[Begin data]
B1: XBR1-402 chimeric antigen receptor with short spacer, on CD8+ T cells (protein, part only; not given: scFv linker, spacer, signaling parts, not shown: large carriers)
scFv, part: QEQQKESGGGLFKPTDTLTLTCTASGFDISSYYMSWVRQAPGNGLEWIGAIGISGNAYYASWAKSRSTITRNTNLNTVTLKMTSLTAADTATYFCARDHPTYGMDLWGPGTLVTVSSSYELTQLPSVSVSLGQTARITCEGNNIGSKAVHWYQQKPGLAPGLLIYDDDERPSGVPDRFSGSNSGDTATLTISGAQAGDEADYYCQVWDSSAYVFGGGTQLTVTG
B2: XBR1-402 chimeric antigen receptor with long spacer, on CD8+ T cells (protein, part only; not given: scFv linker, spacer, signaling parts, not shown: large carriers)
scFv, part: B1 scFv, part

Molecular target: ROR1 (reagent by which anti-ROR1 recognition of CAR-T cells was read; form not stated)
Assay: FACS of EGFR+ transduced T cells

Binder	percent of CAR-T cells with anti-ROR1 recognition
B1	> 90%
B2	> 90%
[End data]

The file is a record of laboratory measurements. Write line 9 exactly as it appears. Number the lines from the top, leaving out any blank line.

B2	> 90%